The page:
Kyah in Dominican Republic Playa Colorado

Dominican Republic

But a lot of people will look at our beautiful travel photos in exotic locations and say,

“You’re so lucky!”

“I’m jealous. I wish I could do that.”

“I would love to travel, but I’ll never have enough money.”

“I wish I could live like you do.”

Do you want the truth about these kinds of people?

(Are you ready for it? Be prepared, because you might not like it... especially if you’re one of them.)

The truth is, these people don’t REALLY want to travel.

They say they do, and they’ll argue the point. But they don’t REALLY want it. Not more than they want their comfortable home, and the convenience of transportation. Not more than they want their nice things, or the security of a paycheck with benefits.

Anyone can travel the world with their family. It’s not hard, and it’s not expensive. But it doesn’t happen by accident, and there’s always an exchange rate. If you really want to travel more, than you’ll have to give up something you already have. You have to want it more than you want to breathe, or eat or sleep, or all your pretty things. 

Some people say they want to travel. They say they want to live abroad. And maybe they do... but they don’t want it more than they want what they currently have in their life. We all live by our priorities.

And that’s okay. If you only want to travel when you have enough money to keep the house and see the world, well that’s fine. (Though they do have houses in other parts of the world that they’ll rent to you, and usually for pretty cheap.)

If you only want to travel when you can stay in the luxury hotels, and still keep all your nice things at home, that’s all right. Just recognize that those are your priorities.

But if you realize that you value experiences over possessions, that you’d rather have personal transformation over bragging rights and social status, and that’d you’d rather live life now than dream about living it in the future, then you need to prove these are your priorities by living by them everyday.

[pullquote style="right"]“You have to want it more than you want to breathe, or eat or sleep or all your pretty things.”[/pullquote]

We currently live a life of full-time travel with our family, but it happened because travel became the most important thing in our life (aside from our personal relationships).

We want to travel more than we want a high-paying, location-dependent income; more than a house or a car or even a wedding ring. We want travel more than we want security, more than we fear failure. Travel is our magnificent obsession, and has gained highest priority in our life.

Does that mean it’s been easy, all sunshine and seashells? Not by a long shot.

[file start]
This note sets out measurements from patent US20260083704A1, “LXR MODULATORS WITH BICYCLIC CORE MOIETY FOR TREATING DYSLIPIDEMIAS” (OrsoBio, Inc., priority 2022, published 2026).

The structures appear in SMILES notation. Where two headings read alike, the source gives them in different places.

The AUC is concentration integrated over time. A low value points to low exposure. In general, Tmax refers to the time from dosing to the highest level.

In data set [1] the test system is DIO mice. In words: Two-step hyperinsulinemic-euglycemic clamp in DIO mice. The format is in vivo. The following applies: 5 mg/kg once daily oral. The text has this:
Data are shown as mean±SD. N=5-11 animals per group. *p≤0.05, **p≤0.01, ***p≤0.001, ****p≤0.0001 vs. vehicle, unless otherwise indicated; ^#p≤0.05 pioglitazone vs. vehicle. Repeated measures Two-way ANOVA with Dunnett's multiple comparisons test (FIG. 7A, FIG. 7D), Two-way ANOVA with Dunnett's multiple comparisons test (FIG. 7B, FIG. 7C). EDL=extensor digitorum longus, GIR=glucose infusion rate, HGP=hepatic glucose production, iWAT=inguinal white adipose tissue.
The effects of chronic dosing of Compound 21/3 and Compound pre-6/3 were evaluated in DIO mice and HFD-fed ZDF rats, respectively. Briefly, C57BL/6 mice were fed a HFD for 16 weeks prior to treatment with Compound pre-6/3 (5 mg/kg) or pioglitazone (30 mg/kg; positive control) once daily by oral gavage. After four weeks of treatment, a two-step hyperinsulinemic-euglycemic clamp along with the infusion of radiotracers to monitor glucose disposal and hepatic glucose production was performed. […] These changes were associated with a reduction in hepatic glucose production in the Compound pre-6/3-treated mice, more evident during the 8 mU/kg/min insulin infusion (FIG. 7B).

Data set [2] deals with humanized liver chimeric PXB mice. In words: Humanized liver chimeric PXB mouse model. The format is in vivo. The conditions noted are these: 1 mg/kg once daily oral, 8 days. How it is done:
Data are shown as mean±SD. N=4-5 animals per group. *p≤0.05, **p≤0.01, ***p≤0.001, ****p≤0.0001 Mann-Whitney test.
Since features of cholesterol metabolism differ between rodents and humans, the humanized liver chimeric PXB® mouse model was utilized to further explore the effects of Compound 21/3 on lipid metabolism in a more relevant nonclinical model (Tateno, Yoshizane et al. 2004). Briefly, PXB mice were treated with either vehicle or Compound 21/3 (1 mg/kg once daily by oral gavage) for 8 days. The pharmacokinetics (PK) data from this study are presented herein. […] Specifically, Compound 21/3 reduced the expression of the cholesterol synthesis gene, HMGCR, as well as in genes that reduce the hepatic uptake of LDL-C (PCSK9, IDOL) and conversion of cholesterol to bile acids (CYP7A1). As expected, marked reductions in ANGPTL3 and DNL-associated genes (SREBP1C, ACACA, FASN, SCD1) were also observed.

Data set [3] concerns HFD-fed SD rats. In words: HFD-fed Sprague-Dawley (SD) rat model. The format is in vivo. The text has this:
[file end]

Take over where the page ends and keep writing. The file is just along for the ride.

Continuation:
We’ve had to overcome countless obstacles, experience multiple failures, eat crow and ‘come home’ more than once. We’ve learned what doesn’t work, and made course corrections.

Life isn’t perfect, nor problem free. It never will be (and anyone who tells you differently is selling something.) But life can be on purpose everyday. 

Everyday you can choose to pursue your ambitious plans or acquiesce to the status quo. Everyday you can work on building a freedom income, instead of only giving your life to your job.

Everyday you can choose to have faith that you CAN achieve your dreams, and live the life you want to live, no matter how unreachable or unreasonable it may seem to others.

Everyday you can choose to embrace all that you are meant to be and believe in yourself and what you have to offer the world.

Everyday you can choose courage over fear.

Everyday you can gain more personal freedom by acting according to your priorities. Everyday you can take action that will bring you closer to living the life you want.

What will be your choice?

Start now with our How to Fund Travel interview series.



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14 Responses

  1. Sean

    “Is there a way to live the life I dream of living ‘someday’, but doing it right now instead?” Wow! Just one of the truths that you beat over our heads in this post Rachel. Thank you!
    Just recently someone identified us as living an “alternative lifestyle”. I think it should be more of a “how it should be lifestyle”!
    I think choosing what you really want and then doing it right now is the only way. Why wait? Why live a life of desperation in a cubicle? Thank you for this post. It’s got my brain swimming!

  2. Carol K8z

    I love the video manifesto!! Awesome! Love and miss you all! @Rachel Denning

  3. livingoutsideofthebox

    Love what you said: 
    “As individuals, we are no better than you. Living deliberately doesn’t mean that you have to sell all your stuff and go nomad like we did (that was OUR dream.)
    But it does mean that you consciously design your family lifestyle to be the way you choose, instead of mindlessly following the path that others have prescribed.”